Deliberate versus Emergent Strategy
This chapter deals with the strategy formulation and execution process. Core of strategy is about what you choose to invest money on. This book talks of two approaches to do that and how each must complement the other. The first is top driven driven and with longer term focus - this is called deliberate strategy. The other is a driven at an operational level and are more an immediate response to opportunities and threats on the ground - this is called emergent strategy. The key to success is balancing between the two strategies.
The approach to both strategies are different as deliberate strategy is more predictable and can show immediate results while emergent strategies may not always show huge value or huge margins. Also many of these may fail. So often companies give up opportunities for emergent strategies and choose to pursue the more predictable big opportunities. This will bring immediate success but eventually as stable businesses dry up, they may find they have missed the bus on the next big thing. On the other hand companies may miss opportunities to scale by not converting an emergent strategy into a deliberate strategy in the right time. The deliberate strategy approach is to come up with assumptions, and then come up with a projection of value, decide on investment and steps to achieve and execute. The emergent strategy approach on the other hand is decide on target, identify assumptions that need to be true to achieve the target and create a plan to test out the assumptions. Big investment in the idea will only happen once the assumptions have been tested.
A non business personal example comes to my mind - my business as a fiction writer. Say I decide to write a campus romance or a crime thriller that are known to have good markets and I also have demonstrated competence in writing these well as demonstrated through sales of my earlier books in this genres, then I can confidently decide to spend 6 months writing the book and then put my money in editing, cover design, printing of copies and promotions. On the other hand, if I want to try something new such as horror, then I don't know if Indian will like it or not. I also wouldn't know about my own competence in writing the same. So I would first like to first come up with a hypothesis as to who will read horror - maybe college students or middle aged home makers or retirees. Also me being able to write horror itself is an assumption. As is me being able to write horror of required length. I should design strategies to test whether I can write horror without exposing me to readership targets and in parallel test the interest of the identified segments in horror genre maybe by checking their reception of more established horror authors. If the identified segment say college students show no interest I would try again with another segment says middle aged home makers. Similarly if I find I am not writing competently enough, I change what I write from say paranormal horror to psychological horror. Once the match is found between my abilities and the reader preferences, then I need to move at speed to capture the market by investing my time and money shifting to deliberate strategy. And then over time reader preferences may shift or I may run out of newer themes in the genre. So, I have to be on the look out for other emergent themes such as say mythological fantasy and do the whole emergent strategy testing again.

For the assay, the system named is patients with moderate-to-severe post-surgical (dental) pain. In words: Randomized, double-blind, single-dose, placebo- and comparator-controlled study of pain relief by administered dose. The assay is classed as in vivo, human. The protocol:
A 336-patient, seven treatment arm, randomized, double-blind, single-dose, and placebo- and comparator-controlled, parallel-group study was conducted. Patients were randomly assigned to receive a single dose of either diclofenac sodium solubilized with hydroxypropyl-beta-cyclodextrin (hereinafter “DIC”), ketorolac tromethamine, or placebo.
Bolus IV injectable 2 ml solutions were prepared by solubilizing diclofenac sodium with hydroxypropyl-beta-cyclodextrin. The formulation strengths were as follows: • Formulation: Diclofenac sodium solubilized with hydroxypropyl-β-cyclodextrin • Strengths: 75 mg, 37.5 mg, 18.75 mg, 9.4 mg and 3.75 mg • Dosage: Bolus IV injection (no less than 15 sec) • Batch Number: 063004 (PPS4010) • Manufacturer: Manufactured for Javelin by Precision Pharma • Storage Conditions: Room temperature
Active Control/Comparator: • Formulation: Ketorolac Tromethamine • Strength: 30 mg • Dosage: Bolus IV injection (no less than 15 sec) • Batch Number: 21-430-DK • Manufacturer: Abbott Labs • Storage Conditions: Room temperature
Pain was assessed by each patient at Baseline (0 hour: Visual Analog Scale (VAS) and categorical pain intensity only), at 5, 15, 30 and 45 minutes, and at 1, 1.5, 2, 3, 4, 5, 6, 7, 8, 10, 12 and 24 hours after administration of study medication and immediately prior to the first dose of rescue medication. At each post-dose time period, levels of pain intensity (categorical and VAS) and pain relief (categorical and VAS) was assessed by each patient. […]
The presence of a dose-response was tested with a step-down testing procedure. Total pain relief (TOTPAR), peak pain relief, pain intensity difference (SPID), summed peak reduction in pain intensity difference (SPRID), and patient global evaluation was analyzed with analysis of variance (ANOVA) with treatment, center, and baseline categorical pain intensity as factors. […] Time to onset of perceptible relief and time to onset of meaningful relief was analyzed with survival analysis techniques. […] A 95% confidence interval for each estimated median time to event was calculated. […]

That is the key to success - shifting between deliberate and emergent strategies to cash in on existing markets and quickly identifying what the next market is going to be and moving quickly to capture it.